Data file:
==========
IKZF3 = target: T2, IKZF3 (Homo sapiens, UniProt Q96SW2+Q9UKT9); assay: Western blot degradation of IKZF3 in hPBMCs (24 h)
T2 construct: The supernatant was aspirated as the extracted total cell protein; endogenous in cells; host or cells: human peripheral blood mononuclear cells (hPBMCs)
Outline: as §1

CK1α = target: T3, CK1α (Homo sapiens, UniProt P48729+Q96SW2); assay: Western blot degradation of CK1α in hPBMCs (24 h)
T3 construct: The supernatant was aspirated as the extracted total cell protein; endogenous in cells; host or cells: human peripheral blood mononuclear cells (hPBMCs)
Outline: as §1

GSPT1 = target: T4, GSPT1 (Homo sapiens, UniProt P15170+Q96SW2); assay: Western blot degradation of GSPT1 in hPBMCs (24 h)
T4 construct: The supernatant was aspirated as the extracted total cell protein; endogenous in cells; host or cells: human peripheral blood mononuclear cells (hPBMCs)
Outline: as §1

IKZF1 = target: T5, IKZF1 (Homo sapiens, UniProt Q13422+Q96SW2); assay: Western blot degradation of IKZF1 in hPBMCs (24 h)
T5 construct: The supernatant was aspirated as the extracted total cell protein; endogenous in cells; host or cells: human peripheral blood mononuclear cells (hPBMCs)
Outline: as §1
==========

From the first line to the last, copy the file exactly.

IKZF3 = target: T2, IKZF3 (Homo sapiens, UniProt Q96SW2+Q9UKT9); assay: Western blot degradation of IKZF3 in hPBMCs (24 h)
T2 construct: The supernatant was aspirated as the extracted total cell protein; endogenous in cells; host or cells: human peripheral blood mononuclear cells (hPBMCs)
Outline: as §1

CK1α = target: T3, CK1α (Homo sapiens, UniProt P48729+Q96SW2); assay: Western blot degradation of CK1α in hPBMCs (24 h)
T3 construct: The supernatant was aspirated as the extracted total cell protein; endogenous in cells; host or cells: human peripheral blood mononuclear cells (hPBMCs)
Outline: as §1

GSPT1 = target: T4, GSPT1 (Homo sapiens, UniProt P15170+Q96SW2); assay: Western blot degradation of GSPT1 in hPBMCs (24 h)
T4 construct: The supernatant was aspirated as the extracted total cell protein; endogenous in cells; host or cells: human peripheral blood mononuclear cells (hPBMCs)
Outline: as §1

IKZF1 = target: T5, IKZF1 (Homo sapiens, UniProt Q13422+Q96SW2); assay: Western blot degradation of IKZF1 in hPBMCs (24 h)
T5 construct: The supernatant was aspirated as the extracted total cell protein; endogenous in cells; host or cells: human peripheral blood mononuclear cells (hPBMCs)
Outline: as §1